Oh, yes. I’ll tell you how much. Right after Notre Dame, I wrote an op-ed piece in THE NEW YORK TIMES. I said, “Look, I’ve made myself clear on the abortion issue” — I think clearer than anybody ever did, because nobody wrote that much and shared it with the world the way I did. Let’s get something else clear. Whatever religion you’re in, I think most human beings would agree we have more abortions than we’re comfortable with — a million and a half a year, or whatever it is. The terrible choice that a woman has to make, whether to have an abortion or not, happens too frequently, especially in the case of unwanted pregnancies, undesired pregnancies. And so, without offending anybody’s religion, we should work very hard to limit the number of unwanted pregnancies. How do you do that? First, we should start with the young people and we should argue strenuously [for] abstention. I don’t believe in all this talk about, “What’s the point, they’re going to do it anyway.” Nobody knows better than I. I’ve got 11 granddaughters. I have five kids. I was young once. So I know that people are going to get involved anyway. But when you avoid teaching abstention, it’s the same as promoting the other thing. So just to cover that base, teach abstention: The best thing for you to do is wait until you get lucky and find somebody you really love, and then use this ultimate gift that God has given you. Because if you use it up before then, it won’t mean as much to you. Now, they’re not going to listen to you. So give them education as to birth control, only for those people whose religion allows them to use contraceptives. Make the contraceptives available. Give them education, whether they’re religious or not. Do it in the public schools. Teach them about this.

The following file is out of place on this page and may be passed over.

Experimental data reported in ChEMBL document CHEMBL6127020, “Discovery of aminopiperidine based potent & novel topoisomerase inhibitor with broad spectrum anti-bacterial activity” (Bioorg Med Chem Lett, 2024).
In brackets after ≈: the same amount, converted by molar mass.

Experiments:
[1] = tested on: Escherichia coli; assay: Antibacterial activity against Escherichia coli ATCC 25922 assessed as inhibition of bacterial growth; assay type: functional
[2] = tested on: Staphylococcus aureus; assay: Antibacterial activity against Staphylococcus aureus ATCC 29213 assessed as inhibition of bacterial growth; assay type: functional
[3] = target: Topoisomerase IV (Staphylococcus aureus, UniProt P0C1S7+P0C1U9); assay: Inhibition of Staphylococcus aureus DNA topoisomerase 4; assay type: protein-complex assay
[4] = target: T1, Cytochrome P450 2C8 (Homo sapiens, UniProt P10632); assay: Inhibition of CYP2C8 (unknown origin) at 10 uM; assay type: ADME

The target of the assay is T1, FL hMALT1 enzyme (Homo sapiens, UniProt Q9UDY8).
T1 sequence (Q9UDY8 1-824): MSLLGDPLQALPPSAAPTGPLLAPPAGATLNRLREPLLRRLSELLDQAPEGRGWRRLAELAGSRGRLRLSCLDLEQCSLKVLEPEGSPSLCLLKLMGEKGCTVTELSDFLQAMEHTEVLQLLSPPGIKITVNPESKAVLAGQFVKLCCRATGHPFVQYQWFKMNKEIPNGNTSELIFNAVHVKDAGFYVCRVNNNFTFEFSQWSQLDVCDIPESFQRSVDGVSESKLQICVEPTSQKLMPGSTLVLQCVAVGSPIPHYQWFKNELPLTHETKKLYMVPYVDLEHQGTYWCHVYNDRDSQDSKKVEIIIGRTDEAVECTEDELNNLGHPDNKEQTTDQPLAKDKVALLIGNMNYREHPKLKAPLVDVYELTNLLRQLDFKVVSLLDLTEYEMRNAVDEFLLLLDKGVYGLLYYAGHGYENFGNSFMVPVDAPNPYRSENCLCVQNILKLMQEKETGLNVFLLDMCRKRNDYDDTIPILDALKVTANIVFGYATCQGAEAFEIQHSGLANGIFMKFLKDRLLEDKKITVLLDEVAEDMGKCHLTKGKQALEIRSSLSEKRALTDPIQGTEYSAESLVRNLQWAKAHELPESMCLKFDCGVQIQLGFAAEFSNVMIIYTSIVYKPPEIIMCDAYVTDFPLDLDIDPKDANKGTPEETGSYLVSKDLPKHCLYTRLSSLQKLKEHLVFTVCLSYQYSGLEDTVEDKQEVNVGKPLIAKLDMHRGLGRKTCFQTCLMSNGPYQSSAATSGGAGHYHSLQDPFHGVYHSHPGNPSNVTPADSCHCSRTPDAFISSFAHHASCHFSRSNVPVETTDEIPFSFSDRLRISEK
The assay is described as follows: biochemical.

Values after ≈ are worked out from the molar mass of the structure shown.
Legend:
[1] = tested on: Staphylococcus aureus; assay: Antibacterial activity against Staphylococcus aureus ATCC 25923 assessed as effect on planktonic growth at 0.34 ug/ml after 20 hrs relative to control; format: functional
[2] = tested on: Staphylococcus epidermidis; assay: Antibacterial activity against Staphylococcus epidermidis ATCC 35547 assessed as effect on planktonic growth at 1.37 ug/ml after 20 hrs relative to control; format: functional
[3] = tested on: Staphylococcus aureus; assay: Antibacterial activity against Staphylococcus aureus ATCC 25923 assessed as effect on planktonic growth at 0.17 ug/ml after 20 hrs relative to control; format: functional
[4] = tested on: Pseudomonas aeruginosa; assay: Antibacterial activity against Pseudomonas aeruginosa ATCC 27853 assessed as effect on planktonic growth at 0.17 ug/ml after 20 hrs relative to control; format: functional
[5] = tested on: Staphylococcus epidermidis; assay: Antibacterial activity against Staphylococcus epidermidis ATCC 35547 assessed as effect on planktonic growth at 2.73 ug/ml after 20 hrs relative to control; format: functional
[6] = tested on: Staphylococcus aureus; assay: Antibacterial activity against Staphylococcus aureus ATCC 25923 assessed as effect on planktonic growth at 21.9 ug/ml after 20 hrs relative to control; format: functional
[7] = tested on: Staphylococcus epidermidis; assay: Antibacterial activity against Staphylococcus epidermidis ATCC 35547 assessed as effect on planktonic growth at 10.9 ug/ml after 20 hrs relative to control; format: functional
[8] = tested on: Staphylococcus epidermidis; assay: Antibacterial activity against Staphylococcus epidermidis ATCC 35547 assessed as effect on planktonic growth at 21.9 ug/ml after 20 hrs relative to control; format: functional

Now, if despite all of that and the availability of contraceptives, you have a young person or an older person who has a pregnancy she does not want, now the temptation is for abortion. Make sure you give that woman the same right, and the same help, in bringing the baby to term that you would in giving her the right for an abortion. So allow her to bring the baby to term and then help her with an adoption. Try to convince her, “Look, you don’t need an abortion here if you think you’re not ready for this child, if you think you’re not in a position to do the child justice. Let’s work toward an adoption.” Let’s make it easier to have an adoption. “And we’ll pay for your going to term. We’ll give you a good doctor. We’ll deliver the child and we will arrange the adoption.” I think if we worked aggressively at all those things, we could reduce significantly the number of abortions, without ever offending anybody, without ever denying a woman choice, and without ever breaking any religious rules.